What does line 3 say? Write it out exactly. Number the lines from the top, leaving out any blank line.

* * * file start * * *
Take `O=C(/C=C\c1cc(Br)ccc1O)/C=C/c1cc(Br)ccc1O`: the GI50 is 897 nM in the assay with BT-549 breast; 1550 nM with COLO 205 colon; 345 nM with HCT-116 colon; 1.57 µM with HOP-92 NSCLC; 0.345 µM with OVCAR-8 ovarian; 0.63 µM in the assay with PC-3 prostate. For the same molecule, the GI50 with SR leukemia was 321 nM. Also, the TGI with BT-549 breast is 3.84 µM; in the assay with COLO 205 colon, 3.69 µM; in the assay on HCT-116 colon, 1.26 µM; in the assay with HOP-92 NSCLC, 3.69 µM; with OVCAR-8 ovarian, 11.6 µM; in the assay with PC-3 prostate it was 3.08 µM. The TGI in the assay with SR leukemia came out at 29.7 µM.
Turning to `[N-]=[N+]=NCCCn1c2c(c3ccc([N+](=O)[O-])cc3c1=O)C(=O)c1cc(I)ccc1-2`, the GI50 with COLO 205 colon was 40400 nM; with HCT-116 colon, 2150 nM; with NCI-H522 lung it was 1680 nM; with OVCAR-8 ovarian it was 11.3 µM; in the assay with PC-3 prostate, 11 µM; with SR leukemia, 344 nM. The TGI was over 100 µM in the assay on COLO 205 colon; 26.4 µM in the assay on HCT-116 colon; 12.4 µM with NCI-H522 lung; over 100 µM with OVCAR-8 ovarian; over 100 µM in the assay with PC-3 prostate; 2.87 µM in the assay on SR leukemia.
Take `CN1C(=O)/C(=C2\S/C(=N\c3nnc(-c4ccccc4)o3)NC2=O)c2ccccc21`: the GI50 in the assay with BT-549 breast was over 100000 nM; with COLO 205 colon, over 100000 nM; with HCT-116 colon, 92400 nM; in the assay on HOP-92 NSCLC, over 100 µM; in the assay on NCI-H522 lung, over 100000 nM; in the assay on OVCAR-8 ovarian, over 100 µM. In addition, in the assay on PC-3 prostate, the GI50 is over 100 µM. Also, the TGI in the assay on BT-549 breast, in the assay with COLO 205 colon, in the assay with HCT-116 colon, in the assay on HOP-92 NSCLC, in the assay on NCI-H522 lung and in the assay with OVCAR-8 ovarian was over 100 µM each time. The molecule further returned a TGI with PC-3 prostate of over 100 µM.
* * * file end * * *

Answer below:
Take `CN1C(=O)/C(=C2\S/C(=N\c3nnc(-c4ccccc4)o3)NC2=O)c2ccccc21`: the GI50 in the assay with BT-549 breast was over 100000 nM; with COLO 205 colon, over 100000 nM; with HCT-116 colon, 92400 nM; in the assay on HOP-92 NSCLC, over 100 µM; in the assay on NCI-H522 lung, over 100000 nM; in the assay on OVCAR-8 ovarian, over 100 µM. In addition, in the assay on PC-3 prostate, the GI50 is over 100 µM. Also, the TGI in the assay on BT-549 breast, in the assay with COLO 205 colon, in the assay with HCT-116 colon, in the assay on HOP-92 NSCLC, in the assay on NCI-H522 lung and in the assay with OVCAR-8 ovarian was over 100 µM each time. The molecule further returned a TGI with PC-3 prostate of over 100 µM.